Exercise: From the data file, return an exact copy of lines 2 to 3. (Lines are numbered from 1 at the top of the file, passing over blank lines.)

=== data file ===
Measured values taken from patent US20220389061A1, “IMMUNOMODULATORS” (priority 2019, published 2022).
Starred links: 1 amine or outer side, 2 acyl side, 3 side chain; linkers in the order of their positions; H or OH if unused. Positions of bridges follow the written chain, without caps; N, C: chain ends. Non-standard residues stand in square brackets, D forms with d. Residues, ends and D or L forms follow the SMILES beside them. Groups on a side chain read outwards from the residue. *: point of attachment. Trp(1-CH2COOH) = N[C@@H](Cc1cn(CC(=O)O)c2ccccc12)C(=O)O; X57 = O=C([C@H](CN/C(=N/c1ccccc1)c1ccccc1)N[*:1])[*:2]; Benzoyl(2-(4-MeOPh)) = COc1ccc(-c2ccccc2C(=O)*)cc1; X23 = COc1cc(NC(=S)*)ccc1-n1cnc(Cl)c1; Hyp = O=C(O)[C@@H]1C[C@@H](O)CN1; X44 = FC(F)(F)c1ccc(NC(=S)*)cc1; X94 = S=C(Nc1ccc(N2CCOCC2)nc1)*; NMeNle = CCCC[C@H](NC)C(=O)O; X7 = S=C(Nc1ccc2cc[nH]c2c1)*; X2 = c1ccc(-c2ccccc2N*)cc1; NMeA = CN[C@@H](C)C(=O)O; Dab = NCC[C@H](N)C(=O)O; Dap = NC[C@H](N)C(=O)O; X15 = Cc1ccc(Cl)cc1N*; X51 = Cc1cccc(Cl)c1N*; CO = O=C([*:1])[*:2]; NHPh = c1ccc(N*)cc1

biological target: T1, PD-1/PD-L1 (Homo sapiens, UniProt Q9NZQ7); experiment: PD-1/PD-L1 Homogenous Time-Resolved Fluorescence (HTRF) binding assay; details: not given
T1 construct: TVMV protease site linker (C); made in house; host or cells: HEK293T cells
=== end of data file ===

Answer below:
Starred links: 1 amine or outer side, 2 acyl side, 3 side chain; linkers in the order of their positions; H or OH if unused. Positions of bridges follow the written chain, without caps; N, C: chain ends. Non-standard residues stand in square brackets, D forms with d. Residues, ends and D or L forms follow the SMILES beside them. Groups on a side chain read outwards from the residue. *: point of attachment. Trp(1-CH2COOH) = N[C@@H](Cc1cn(CC(=O)O)c2ccccc12)C(=O)O; X57 = O=C([C@H](CN/C(=N/c1ccccc1)c1ccccc1)N[*:1])[*:2]; Benzoyl(2-(4-MeOPh)) = COc1ccc(-c2ccccc2C(=O)*)cc1; X23 = COc1cc(NC(=S)*)ccc1-n1cnc(Cl)c1; Hyp = O=C(O)[C@@H]1C[C@@H](O)CN1; X44 = FC(F)(F)c1ccc(NC(=S)*)cc1; X94 = S=C(Nc1ccc(N2CCOCC2)nc1)*; NMeNle = CCCC[C@H](NC)C(=O)O; X7 = S=C(Nc1ccc2cc[nH]c2c1)*; X2 = c1ccc(-c2ccccc2N*)cc1; NMeA = CN[C@@H](C)C(=O)O; Dab = NCC[C@H](N)C(=O)O; Dap = NC[C@H](N)C(=O)O; X15 = Cc1ccc(Cl)cc1N*; X51 = Cc1cccc(Cl)c1N*; CO = O=C([*:1])[*:2]; NHPh = c1ccc(N*)cc1

biological target: T1, PD-1/PD-L1 (Homo sapiens, UniProt Q9NZQ7); experiment: PD-1/PD-L1 Homogenous Time-Resolved Fluorescence (HTRF) binding assay; details: not given